Chile declared a state of emergency after a late frost caused an estimated €1 billion worth of damage to fruit crops, potentially hitting wine production as well.

The affected central region is the main fruit and wine producing area in Chile and includes vineyards owned by prominent local wine label Concha yToro.

The industry is one of Chile's most important after copper, with fruit exports worth €3.1bn in 2012 and wine worth €1.3bn, according to government figures.

"These frosts are the worst that agriculture has faced in 84 years, impacting the area from Coquimbo to Bio Bio," the national agricultural society said.

Agriculture Minister Luis Mayol has pledged aid for affected farmers.

Fruit trade association Fedefruta has given an early estimate of up the of damage from the extensive cold snap late last month.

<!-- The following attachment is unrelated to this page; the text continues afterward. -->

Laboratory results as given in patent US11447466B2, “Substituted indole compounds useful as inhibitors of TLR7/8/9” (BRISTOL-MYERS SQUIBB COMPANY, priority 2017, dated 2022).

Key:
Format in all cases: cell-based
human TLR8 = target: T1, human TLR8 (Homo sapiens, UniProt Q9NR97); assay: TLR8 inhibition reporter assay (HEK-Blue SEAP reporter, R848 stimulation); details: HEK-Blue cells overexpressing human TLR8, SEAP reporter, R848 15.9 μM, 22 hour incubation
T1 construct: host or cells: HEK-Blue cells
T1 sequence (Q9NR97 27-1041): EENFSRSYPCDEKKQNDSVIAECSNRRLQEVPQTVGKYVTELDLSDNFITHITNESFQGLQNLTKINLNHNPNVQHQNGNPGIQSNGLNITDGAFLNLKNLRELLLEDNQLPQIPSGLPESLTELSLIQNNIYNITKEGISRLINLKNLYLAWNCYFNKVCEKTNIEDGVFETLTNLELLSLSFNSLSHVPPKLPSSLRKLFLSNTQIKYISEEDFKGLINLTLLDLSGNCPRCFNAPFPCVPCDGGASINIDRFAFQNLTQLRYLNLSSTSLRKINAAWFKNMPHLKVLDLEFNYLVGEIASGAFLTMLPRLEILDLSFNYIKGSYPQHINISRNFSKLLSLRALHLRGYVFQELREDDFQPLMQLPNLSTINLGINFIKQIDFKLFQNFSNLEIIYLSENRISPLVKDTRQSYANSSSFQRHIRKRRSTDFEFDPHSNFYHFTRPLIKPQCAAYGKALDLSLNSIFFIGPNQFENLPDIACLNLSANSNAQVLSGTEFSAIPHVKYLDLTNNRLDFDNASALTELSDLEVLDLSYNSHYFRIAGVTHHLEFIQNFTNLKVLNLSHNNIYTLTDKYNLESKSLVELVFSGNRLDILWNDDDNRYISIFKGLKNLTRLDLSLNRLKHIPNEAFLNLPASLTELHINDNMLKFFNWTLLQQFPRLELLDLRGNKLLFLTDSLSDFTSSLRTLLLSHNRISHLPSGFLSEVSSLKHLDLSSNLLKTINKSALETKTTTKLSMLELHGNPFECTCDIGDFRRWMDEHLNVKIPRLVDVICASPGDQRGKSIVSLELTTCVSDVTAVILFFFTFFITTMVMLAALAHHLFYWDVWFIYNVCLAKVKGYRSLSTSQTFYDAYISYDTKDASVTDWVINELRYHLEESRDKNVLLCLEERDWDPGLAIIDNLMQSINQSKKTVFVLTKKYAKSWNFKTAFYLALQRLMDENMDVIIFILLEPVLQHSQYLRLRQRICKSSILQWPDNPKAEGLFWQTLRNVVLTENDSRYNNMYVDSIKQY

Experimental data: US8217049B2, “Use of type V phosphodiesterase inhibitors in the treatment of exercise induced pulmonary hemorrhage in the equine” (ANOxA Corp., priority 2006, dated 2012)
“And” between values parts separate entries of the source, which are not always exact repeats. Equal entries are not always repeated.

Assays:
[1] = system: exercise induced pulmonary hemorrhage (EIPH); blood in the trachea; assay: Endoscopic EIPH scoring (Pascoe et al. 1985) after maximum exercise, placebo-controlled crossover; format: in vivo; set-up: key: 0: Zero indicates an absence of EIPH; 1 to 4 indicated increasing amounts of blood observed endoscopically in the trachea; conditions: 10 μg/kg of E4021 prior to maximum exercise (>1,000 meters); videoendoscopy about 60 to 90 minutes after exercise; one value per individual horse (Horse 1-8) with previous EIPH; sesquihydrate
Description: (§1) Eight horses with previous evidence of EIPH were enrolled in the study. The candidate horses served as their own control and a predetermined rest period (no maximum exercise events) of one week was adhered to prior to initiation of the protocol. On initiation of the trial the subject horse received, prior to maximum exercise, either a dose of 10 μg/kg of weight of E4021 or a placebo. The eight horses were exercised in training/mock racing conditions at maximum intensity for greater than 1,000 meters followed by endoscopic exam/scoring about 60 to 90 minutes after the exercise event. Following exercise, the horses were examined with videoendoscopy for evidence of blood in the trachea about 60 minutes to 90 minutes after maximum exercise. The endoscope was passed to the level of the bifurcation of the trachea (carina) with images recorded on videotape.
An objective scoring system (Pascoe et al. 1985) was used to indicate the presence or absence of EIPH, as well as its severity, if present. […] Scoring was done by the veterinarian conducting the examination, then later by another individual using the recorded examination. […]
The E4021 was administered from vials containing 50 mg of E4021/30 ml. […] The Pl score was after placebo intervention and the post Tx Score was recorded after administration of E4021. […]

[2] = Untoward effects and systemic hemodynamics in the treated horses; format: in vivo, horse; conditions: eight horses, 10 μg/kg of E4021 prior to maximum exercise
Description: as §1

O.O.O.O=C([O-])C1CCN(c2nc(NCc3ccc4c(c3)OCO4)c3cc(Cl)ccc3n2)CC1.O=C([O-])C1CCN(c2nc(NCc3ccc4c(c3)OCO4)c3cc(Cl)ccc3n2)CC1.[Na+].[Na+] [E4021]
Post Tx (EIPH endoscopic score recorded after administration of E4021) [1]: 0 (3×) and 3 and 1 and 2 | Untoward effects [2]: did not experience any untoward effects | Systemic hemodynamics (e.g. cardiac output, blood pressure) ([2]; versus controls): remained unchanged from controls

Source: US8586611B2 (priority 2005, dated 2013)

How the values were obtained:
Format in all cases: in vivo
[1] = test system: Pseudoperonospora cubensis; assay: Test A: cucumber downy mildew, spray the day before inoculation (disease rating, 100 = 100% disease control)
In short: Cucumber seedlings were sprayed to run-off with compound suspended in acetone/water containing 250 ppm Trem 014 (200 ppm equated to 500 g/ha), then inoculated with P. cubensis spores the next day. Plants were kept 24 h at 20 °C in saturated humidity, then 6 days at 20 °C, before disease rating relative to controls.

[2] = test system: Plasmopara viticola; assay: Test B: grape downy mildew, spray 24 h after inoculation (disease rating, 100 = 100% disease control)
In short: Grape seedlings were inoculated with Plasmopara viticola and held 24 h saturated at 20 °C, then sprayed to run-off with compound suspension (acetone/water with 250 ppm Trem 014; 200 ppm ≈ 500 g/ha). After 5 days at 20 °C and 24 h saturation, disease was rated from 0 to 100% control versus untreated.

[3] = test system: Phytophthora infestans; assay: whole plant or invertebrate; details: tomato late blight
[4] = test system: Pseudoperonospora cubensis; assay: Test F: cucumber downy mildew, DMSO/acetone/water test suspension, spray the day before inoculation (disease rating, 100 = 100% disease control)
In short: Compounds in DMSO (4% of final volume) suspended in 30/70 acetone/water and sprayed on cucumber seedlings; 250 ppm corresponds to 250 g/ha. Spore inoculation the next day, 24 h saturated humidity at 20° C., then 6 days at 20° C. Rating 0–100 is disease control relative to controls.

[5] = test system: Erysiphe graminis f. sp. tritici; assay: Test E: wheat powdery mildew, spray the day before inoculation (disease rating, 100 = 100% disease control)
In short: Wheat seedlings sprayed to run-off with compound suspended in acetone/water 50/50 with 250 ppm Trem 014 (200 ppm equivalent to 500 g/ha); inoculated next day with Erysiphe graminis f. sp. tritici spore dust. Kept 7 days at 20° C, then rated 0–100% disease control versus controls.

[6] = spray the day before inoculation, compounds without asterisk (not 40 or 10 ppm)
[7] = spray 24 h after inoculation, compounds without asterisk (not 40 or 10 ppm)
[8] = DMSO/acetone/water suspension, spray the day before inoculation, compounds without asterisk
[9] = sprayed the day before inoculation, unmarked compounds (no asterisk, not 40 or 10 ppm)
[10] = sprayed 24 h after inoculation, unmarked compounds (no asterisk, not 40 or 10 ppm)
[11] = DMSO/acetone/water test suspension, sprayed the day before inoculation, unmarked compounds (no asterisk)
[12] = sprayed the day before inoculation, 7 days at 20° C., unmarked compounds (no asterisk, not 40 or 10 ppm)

It estimates the frost damaged between 35% and 61% of stoned fruit crops, 57% of almonds, 48% of kiwi crops and 20% of table grapes.

Early wine grape varieties such as Chardonnay and Pinot Noir have also been hit.

Chile is best known for its Carmenere grape variety, as well as Cabernet Sauvignon and Merlot, and wine-making plays an important role in manufacturing.

However, Fedefruta said most crops had not yet reached full flower and was not yet possible to give an exact damage forecast.

"The good news is that there exists a strong commitment from the government authorities, the bank and the unions to help the affected producers," said Patricio Crespo, head of the national agriculture society, which held an emergency meeting with the government and creditors on Wednesday.